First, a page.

The screening took place in a very nice screening room at the Hospital Club in Covent Garden. Those present included the director, Alan G Parker, and the co- producer Reynold D’Silva ( who also owned Ringo’s old flat in Montagu Square) and archivist Keith Badman. The film is produced by Alexa Morris.
Alan gave brief speech before the film, telling us how the idea first came to him when he met Keith Badman at the Liverpool Beatles Convention in 1982.
The film begins with a recollections from the Beatles 1966 tours, focusing on the controversy surrounding John’s ‘bigger than Jesus’ comments, and they they decided they wouldn’t tour any more. During this section. there was a fascinating interview with Brian Epstein, filmed in late 1966, talking about the Beatles future plans, and really dodging the question about future tours.
The film then goes into the making of Sgt Pepper itself, and how the songs came about. There was a nice section on Lucy in the Sky With Diamonds, showing childhood photos of Julian Lennon together with Lucy O’Donnell, who was the inspiration behind Julian’s painting, that inspired John to write the song.
After talking about Sgt Pepper, the film covers the story of the Beatles meeting the Maharishi, and the death of Brian Epstein. I thought the section on Brian was done very well, and a very nice tribute.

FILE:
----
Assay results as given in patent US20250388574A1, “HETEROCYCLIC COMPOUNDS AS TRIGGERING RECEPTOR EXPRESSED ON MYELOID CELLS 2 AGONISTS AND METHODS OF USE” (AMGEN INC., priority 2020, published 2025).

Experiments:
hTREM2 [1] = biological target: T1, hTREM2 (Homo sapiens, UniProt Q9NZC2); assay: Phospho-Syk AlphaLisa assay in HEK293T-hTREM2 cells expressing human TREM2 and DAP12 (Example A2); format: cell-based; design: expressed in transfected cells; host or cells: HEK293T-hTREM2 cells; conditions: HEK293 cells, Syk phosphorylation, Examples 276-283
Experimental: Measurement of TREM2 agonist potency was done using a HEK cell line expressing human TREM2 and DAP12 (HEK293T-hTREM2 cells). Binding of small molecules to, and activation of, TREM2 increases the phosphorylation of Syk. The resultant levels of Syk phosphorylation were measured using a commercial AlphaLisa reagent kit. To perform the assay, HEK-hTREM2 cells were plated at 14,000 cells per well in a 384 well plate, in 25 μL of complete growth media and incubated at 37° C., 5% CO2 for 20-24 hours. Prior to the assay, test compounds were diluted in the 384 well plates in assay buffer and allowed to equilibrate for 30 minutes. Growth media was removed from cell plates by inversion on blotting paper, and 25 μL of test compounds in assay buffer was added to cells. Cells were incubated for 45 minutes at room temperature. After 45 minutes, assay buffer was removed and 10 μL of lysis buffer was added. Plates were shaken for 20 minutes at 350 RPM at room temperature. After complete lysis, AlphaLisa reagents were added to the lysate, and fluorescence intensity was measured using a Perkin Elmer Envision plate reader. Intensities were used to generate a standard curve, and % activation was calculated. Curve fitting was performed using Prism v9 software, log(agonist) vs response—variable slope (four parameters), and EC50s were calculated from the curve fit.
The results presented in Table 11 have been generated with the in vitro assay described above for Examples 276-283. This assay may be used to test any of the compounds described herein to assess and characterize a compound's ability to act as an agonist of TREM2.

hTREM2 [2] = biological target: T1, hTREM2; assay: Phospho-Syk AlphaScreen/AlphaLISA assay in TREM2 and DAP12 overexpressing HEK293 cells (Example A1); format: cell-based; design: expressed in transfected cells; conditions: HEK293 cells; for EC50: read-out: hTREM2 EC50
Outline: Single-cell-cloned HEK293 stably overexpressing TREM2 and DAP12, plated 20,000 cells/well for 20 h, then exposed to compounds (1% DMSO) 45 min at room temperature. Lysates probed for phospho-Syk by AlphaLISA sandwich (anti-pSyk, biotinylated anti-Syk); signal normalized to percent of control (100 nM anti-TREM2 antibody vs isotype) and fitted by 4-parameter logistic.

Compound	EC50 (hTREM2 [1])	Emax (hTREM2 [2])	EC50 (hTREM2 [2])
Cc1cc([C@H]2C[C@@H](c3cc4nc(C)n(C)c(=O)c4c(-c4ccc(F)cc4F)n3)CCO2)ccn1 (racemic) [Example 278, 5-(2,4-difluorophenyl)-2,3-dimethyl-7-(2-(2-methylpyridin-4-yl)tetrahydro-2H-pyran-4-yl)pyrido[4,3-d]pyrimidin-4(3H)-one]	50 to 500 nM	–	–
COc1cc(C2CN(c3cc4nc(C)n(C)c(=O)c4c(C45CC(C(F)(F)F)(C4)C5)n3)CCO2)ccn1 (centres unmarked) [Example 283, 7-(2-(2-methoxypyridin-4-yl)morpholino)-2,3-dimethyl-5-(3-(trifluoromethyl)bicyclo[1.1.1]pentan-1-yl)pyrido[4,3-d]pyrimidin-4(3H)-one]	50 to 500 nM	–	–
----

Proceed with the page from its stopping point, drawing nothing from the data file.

Hunter Davies told a great story of how he went to Bangor with the Beatles to see the Maharishi. On the first night he took them to a Chinese restaurant, but realised he didn’t have enough money to pay the bill. The Beatles didn’t carry money with them, and the waiters in the restaurant didn’t recognise the Beatles, and were getting aggressive, thinking they wouldn’t be paid. George Harrison saved the day by asking for a knife, and slit open his shoe. From the shoe, he pulled out a £20 note, which he kept there ‘In case of emergency’
Views on the Maharishi are very mixed among the interviewees. Some really like him, but author and journalist Ray Connelly called him a con man.
Although most of the people in the film were known to me, one highlight was the interview with Barbara O’Donnell, who was a secretary at NEMS and Apple, and worked with Ringo until 1982.
The film ends with the release of the ‘White Album’.
The film was highly enjoyable, with enough new material and stories to keep the interest of even the die-hard Beatles fan that has seen nearly everything (yes, including me!) New fans would find it fascinating too!
At present, there are plans for premieres in Liverpool and London, around June 1st. I will give full details here when known.